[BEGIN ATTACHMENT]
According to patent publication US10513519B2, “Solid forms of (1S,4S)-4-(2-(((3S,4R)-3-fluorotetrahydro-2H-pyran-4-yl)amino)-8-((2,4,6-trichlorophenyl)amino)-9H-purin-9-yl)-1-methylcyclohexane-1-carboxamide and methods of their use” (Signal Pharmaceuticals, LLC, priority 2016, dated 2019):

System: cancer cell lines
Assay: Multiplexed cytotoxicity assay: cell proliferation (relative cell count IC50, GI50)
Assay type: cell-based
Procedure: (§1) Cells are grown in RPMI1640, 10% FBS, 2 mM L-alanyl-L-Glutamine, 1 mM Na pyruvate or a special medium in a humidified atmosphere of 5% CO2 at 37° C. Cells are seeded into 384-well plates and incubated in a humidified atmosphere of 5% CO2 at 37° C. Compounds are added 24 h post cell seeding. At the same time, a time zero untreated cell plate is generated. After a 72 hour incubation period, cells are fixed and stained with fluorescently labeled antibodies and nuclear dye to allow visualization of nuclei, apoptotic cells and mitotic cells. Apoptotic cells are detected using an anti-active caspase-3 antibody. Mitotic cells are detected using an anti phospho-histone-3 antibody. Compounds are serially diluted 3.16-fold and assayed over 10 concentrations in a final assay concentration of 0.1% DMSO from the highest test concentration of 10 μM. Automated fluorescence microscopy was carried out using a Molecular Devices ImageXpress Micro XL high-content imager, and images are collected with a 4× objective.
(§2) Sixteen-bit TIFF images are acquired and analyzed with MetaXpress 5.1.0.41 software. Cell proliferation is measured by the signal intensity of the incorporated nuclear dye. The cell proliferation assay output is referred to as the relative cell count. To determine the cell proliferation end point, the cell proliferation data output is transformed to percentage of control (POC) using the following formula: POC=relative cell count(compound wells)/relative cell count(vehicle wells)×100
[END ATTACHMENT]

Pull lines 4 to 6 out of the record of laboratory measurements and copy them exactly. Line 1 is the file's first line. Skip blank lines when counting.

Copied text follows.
Assay type: cell-based
Procedure: (§1) Cells are grown in RPMI1640, 10% FBS, 2 mM L-alanyl-L-Glutamine, 1 mM Na pyruvate or a special medium in a humidified atmosphere of 5% CO2 at 37° C. Cells are seeded into 384-well plates and incubated in a humidified atmosphere of 5% CO2 at 37° C. Compounds are added 24 h post cell seeding. At the same time, a time zero untreated cell plate is generated. After a 72 hour incubation period, cells are fixed and stained with fluorescently labeled antibodies and nuclear dye to allow visualization of nuclei, apoptotic cells and mitotic cells. Apoptotic cells are detected using an anti-active caspase-3 antibody. Mitotic cells are detected using an anti phospho-histone-3 antibody. Compounds are serially diluted 3.16-fold and assayed over 10 concentrations in a final assay concentration of 0.1% DMSO from the highest test concentration of 10 μM. Automated fluorescence microscopy was carried out using a Molecular Devices ImageXpress Micro XL high-content imager, and images are collected with a 4× objective.
(§2) Sixteen-bit TIFF images are acquired and analyzed with MetaXpress 5.1.0.41 software. Cell proliferation is measured by the signal intensity of the incorporated nuclear dye. The cell proliferation assay output is referred to as the relative cell count. To determine the cell proliferation end point, the cell proliferation data output is transformed to percentage of control (POC) using the following formula: POC=relative cell count(compound wells)/relative cell count(vehicle wells)×100